I am almost 100 per cent certain that George Kidd could not have meant this. Because it would mean that when anyone registered with the FPS, all their direct debits to charities would automatically be cancelled (and FPS would therefore need a way of recording and implementing that change). The harm done to charities and their beneficiaries would be devastating.
The government insists that this is still self-regulation. However, the chair of the new regulator, Lord Grade, has been appointed by the government, and he’s now appointing his own choice of interim ceo, without going through an open recruitment process. The government is leaving no option for the FPS not to be put in place – if, for instance, better ways to protect vulnerable people were found – nor to be put in place without the ‘reset’ facility.
“It’s been suggested that the FPS is heading towards a debacle on the scale of the NHS database.”
But here’s the rub. Having strongly considered statutory regulation this summer, the government decided it didn’t want to do that (read: couldn’t afford it) and so is now getting the third sector to pay for the implementation of the government’s own reforms under the guise of a state-appointed regulator. The government has told the sector exactly what it wants and so you have to deliver that. If you deliver, it is their success; if you fail, it is your failure.
And let’s look at what the sector is being asked to deliver:
A service that allows donors to opt out of receiving all fundraising comms (and possibly ‘everything’) but that allows small charities to carry on contacting those very same people – in case you hadn’t worked it out, this is logically impossible. It must have a blanket reset button. However, if you think you can make it work, you can add layers of nuance and sophistication to allow the public to make more informed choices, such as to opt in to receive comms from certain charities. But you can’t make these too complicated for the public, nor can you take too much time making sure this extra ‘uncomplicated’ complexity works properly. However, the FPS can cost however much you want to spend adding this extra sophistication over and above what the government demands, because, after all, you’re paying for it. If, at the end of the day, the sector fails to deliver, the government will step in and put in place the basic reset function it wanted all along.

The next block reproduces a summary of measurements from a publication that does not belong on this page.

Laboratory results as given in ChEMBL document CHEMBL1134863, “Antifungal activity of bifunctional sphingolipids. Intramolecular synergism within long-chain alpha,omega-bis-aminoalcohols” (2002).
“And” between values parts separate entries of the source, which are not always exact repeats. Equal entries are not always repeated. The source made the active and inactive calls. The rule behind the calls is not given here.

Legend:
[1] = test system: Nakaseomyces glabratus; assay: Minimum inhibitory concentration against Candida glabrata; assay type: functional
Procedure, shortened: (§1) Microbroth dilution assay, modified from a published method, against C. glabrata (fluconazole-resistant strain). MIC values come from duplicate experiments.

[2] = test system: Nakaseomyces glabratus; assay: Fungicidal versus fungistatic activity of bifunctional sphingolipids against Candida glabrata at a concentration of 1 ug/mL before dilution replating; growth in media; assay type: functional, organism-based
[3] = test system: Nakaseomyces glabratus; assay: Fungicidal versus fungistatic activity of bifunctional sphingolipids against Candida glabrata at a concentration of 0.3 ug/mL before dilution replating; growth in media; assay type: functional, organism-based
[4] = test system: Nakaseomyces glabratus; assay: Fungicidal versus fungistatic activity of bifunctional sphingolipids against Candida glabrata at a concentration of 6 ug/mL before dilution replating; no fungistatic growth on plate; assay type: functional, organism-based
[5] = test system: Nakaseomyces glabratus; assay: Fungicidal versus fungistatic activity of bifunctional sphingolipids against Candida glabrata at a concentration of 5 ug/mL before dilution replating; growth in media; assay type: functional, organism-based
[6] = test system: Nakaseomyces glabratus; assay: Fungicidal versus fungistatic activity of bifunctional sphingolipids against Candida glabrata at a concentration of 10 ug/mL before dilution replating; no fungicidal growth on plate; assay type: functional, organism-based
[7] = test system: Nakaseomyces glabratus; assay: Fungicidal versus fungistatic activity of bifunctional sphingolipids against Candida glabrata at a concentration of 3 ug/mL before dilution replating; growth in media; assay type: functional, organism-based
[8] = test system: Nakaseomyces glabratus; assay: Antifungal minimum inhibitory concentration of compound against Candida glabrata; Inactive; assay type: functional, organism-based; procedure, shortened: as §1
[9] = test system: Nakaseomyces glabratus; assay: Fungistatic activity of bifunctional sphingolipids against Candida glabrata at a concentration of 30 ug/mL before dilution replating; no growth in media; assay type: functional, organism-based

“The minister told us that the FPS ought to exempt small charities while simultaneously allowing people to opt out of receiving fundraising materials from them…this is impossible.”
Despite the very reasonable voices on display at the summit last week, and all the talk of a “work in progress”, “working with the sector”, and “avoiding unintended consequences”, the only way the FPS can possibly work with the level of cost-effective simplicity demanded of it is to have a simple reset button only. And if that’s the case then the unintended consequences will become unavoidable. Adding the stuff needed to avoid those unintended consequences will make it too costly, too complex and would take too long to implement. After the summit, consultant Rachel Beer suggested to me that if we embarked down this road it would lead to problems similar to those caused by the failure of the NHS database.
The sector has got itself into a classic damned if you do, damned if you don’t situation. The FPS is unworkable, but you have to make it work, and you will be punished if you don’t.
One option is to simply walk away from the problem and have nothing to do with it. If government wants to bring in unworkable regulation, then let it do so, and let the government take responsibility for whatever consequences follow, whether they be good or bad. The problem with this approach might be that we end up with an FPS that covers charity newsletters and other ‘non-commercial’ communications, and enables mass cancellations of Direct Debits.
The FPS is a poisoned chalice. But can the sector afford not to pick it up?
- Ian MacQuillin is director of Rogare – The Fundraising Think Tank.
* Of course, only the person who sets up the standing order can amend or cancel it, but that would not be the case with a direct debit.
Have your say about the Fundraising Preference Service
Rogare and research consultancy nfpSynergy are hosting an open meeting to discuss the FPS, and specifically how fundraisers might make their voices heard, in central London on Tuesday 15 December. Book a place here.
Read Rob Wilson’s speech to the Fundraising Summit.
View the whole summit on NCVO’s website.
Download Rogare’s survey into fundraising opinion on the FPS.